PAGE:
While the sausages cook, add remaining oil and butter to a large saute pan over medium low heat. Add sliced onions and cook, stirring occasionally until onions begin to carmelize, about 15 minutes.

Sprinkle flour over the onions, cook and stir constantly for about 2 minutes to cook out the raw flavor of the flour. Pour in red wine slowly, stirring to incorporate, then add the beef broth, mustard, seasonings and gravy mix. Stir briskly to mix all ingredients well. Allow to come to a simmer, then reduce heat to low. Stir occasionally until mixture thickens to a slightly thin gravy. Add cooked sausages, cover and simmer another 5 minutes. Taste to adjust seasonings.

To serve, place 2 sausages over mashed potatoes and spoon over gravy and onions to taste.

Baked Salmon

Ok Mr. Peabody, fire up the wayback machine! (extra points for anyone who can tell me what that references).

Salmon wasn't a fish I was familiar with until I was probably in my early 20's. I grew up in the 70's, in a small New England town, there just wasn't a lot of crossover food from other areas... ethnic aisle in the grocery store?? Huh, what do you mean ethnic? The only ethnic food around came from a few small grocers who specialized in Portuguese, Greek or Italian food (the 3 major ethnic populations in the area back then), and you had to go to the "city" to get that. And, even though salmon isn't considered to be associated with any particular ethnic group, it certainly wasn't a New England fish. I imagine Maine lobster didn't make too many appearance on the northwest coast of the US back in those days either. Ok, I'm rambling (isn't that the first sign of getting old??).

Regardless of all of the above, salmon didn't make it's way into my life until I moved to Florida in the early 90's. I remember my mother making it for dinner one night and I instantly fell in love with the moist, flaky texture, and the rich flavor that seemed to be able to handle even the strongest flavor enhancements without losing it's character. Yes, salmon and I had a definite future together.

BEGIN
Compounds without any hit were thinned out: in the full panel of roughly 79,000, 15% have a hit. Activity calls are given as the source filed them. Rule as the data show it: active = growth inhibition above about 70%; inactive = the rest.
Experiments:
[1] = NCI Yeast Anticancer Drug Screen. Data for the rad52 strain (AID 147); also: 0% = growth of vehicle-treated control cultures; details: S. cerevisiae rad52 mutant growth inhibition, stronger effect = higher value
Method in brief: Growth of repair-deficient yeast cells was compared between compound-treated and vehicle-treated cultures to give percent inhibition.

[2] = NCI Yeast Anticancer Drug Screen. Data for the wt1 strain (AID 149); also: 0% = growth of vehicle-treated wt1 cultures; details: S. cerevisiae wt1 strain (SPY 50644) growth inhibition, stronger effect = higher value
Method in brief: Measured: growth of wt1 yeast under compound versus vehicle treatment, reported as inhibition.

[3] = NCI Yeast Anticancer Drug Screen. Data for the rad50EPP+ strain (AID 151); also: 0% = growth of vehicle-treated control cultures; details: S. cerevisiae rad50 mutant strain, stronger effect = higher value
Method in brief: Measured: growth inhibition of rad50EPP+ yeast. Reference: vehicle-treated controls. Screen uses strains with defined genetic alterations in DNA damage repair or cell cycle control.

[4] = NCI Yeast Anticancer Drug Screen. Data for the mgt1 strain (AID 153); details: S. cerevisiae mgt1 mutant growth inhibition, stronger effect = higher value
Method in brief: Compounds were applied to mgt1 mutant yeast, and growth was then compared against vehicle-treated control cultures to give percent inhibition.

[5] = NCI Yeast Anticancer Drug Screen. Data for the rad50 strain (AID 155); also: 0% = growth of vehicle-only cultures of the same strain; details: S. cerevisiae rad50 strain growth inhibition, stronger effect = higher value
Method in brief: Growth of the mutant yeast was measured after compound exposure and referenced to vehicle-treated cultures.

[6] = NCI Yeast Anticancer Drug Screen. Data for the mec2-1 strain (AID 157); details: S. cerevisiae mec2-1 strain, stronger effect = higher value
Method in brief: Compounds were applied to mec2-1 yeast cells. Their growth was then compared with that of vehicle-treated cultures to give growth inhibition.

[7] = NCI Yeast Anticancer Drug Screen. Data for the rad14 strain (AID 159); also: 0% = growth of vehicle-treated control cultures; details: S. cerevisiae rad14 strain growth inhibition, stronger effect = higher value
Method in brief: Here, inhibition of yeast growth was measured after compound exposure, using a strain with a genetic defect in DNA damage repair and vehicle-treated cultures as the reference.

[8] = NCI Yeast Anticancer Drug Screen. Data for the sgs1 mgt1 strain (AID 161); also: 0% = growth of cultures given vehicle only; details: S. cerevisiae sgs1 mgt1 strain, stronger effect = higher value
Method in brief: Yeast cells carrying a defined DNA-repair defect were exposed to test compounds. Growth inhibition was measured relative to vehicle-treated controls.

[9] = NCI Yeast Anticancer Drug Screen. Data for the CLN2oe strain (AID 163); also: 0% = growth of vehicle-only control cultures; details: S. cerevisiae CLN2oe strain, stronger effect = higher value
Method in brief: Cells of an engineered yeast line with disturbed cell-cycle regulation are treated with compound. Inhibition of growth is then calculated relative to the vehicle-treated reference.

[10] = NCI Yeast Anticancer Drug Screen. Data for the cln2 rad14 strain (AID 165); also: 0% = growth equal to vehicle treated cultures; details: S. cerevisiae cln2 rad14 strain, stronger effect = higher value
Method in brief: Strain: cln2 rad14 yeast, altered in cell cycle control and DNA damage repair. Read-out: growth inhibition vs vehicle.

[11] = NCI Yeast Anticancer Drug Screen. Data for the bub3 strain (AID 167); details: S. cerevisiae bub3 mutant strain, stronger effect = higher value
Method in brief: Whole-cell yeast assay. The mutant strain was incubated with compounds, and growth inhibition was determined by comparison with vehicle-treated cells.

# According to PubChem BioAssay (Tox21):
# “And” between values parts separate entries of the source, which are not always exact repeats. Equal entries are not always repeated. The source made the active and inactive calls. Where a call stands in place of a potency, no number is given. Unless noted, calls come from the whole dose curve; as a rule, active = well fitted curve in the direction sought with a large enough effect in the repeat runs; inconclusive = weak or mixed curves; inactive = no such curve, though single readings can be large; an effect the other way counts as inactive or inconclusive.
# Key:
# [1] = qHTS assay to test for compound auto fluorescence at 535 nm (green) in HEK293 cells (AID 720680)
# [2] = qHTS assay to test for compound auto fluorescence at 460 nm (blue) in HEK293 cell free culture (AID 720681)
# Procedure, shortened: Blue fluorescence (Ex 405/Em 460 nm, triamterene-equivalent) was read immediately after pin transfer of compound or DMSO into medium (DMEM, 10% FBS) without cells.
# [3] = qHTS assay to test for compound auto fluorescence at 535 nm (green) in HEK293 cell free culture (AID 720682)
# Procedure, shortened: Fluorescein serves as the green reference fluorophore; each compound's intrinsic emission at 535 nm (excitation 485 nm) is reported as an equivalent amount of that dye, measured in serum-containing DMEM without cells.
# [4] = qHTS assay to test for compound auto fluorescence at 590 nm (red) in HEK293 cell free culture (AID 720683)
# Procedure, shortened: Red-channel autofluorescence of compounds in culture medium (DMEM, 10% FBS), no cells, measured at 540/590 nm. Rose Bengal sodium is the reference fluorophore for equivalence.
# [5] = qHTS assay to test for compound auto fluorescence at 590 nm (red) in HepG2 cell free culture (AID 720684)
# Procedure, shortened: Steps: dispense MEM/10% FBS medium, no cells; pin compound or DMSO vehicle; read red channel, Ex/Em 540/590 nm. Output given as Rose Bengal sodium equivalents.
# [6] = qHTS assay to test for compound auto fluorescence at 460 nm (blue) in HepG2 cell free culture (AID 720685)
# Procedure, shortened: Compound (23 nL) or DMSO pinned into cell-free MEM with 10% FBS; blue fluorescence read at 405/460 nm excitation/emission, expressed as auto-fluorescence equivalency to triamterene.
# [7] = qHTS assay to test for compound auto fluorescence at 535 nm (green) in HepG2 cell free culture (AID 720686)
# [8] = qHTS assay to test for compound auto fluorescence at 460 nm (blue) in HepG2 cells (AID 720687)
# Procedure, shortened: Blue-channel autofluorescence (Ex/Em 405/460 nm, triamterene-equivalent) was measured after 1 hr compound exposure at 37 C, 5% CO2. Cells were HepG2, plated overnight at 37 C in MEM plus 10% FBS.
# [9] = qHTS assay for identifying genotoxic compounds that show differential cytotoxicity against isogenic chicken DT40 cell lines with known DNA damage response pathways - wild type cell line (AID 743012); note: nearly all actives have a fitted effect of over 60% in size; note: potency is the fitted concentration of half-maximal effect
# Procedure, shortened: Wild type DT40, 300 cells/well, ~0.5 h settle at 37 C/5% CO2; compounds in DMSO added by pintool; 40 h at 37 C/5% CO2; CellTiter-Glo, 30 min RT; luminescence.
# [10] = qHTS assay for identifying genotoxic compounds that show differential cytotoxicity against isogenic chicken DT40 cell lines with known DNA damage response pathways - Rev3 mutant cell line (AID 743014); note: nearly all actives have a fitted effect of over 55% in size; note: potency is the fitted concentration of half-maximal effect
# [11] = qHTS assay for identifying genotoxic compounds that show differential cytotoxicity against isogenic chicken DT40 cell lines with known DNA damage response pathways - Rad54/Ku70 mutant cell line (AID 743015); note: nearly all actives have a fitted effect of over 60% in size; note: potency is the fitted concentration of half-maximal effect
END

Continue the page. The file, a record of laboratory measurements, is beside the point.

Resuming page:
***Flash Forward***

This is now my go to fish. It's wonderful baked, broiled, fried, in salads, and it even holds its own on the grill. The big kicker, though, is that my kids love it... and it's actually GOOD for them (shh... no telling!). Anyway, here's my favorite way to prepare it, this works well on the grill as well... just set the fish on a piece of foil with the sides and ends rolled up so the "sauce" doesn't drip into the fire.

1 salmon filet (for the 5 of us I buy a 1.5lb filet)
1/4 soy sauce
1/4 cup lemon juice
1/4 cup white wine
salt, onion salt, garlic salt, black pepper

Preheat the oven to 375ºF. Lightly rinse the salmon filet to remove any scales from the flesh of the fish and then place in a ziploc bag.

Mix together the soy sauce, lemon juice and white wine, pour half into the ziploc bag with the salmon. Let this marinate for 20 minutes.

Place salmon filet in a glass baking dish with the marinade from the bag. Bake for 10-12 minutes, until the fish is almost done. Pour the remaining marinade over the fish and dot the top with pats of butter (for 1.5 lbs I use about 3 Tbs of butter). Continue baking until the fish flakes easily with a fork in the center of the thickest part of the filet (usually another 5-10 minutes, depending on how thick the piece of fish is).

To serve, cut the salmon into serving size pieces and spoon a little of the pan juices over the fish.